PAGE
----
3- The suggestion that we’re nudging in a favourable direction is backed up by a vigorous first half in which hurlyburly closing down limits the capacity of either side to create very much simply because by the time any player of either side has the ball under control there’s someone flying at them at high speed and evasive action needs to be taken.

It has to be said that our own attacking threat survives this frenzy better than Huddersfield’s – Daniel Bachmann might have spent the first half in my seat a third of the way up the Rookery for all I know – but we’re not exactly flowing either and it’s the destructive players that get themselves most brownie points from the first half.  Nate Chalobah is prominent here, stomping on things that need stomping on and kicking things that need kicking.

We do spark into life occasionally though.  Ten minutes in, Sarr receives an awkward ball from João Pedro and puts in a cross. Sema competes well and cushions back to the Brazilian whose snap-shot forces Schofield into a decent stop low to his left.  Midway through the half Chalobah slips Kiko in with a lovely through ball, he wastes the opportunity.  As the half closes an assertive run by Cleverley ends with him finding Sarr in a central position, cutting inside and curling a shot that demands another intervention from Schofield.  No goals is no goals, but there’s positive intent and sparks of life here.  Upbeat at the break.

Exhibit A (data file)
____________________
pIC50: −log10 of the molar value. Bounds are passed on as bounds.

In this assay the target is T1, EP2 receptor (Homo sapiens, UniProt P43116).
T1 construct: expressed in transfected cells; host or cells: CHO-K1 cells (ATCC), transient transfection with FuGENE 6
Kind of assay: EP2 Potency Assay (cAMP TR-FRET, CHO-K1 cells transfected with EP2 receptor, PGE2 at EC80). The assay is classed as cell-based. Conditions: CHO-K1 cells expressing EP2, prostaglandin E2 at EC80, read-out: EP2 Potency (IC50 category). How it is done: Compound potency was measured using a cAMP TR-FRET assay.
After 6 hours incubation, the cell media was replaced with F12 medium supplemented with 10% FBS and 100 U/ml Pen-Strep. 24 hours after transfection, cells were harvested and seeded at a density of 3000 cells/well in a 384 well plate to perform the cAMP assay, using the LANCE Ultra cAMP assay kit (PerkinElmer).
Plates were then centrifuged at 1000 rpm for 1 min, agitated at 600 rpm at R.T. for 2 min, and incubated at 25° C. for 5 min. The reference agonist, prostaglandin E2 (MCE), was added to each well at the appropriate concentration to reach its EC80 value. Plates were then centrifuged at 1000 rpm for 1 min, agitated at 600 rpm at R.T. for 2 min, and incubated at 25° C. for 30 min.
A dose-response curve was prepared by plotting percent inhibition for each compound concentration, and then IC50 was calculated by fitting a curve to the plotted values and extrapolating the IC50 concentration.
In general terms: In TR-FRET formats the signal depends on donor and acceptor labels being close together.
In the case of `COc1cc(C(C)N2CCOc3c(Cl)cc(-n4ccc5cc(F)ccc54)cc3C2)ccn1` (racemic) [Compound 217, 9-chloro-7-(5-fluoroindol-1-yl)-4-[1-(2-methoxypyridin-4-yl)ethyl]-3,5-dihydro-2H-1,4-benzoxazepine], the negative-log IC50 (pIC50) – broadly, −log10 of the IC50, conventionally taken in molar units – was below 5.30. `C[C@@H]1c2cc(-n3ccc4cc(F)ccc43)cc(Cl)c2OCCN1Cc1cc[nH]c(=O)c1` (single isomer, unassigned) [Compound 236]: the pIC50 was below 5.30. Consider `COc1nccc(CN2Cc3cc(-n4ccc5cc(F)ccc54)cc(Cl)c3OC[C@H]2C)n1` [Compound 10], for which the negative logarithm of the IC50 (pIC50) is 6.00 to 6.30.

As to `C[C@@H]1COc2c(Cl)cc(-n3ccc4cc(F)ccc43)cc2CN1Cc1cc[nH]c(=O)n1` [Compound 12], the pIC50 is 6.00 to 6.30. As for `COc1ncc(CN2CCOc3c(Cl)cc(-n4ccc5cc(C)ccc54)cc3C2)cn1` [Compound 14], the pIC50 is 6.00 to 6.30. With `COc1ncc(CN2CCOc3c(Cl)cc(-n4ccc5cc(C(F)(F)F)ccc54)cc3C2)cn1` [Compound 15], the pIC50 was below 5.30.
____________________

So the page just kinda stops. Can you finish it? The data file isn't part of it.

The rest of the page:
4- Having said which, and before we get to the damburst in the second half, up front is clearly where the biggest problems are.  Deeney is more mobile and assertive here than he has been in a while – indeed too assertive half an hour in when his frustrated challenge on Bacuna, late and unnecessary, might have earned him a red and indeed probably merited a yellow each for thuggery and stupidity. Losing your rag like that is exasperating in a young kid, much more than that in your 32 year-old captain who, given his willingness to pass judgement on others on a variety of platforms is fair game for such criticism here.

But despite his otherwise good work and despite a lively outing from João Pedro there isn’t the connection up front that was suggested by a promising open exchange.  Our attack is still good bits that do their own thing rather than a machine that has a way of playing and functions as a collective.  For the moment, anyway.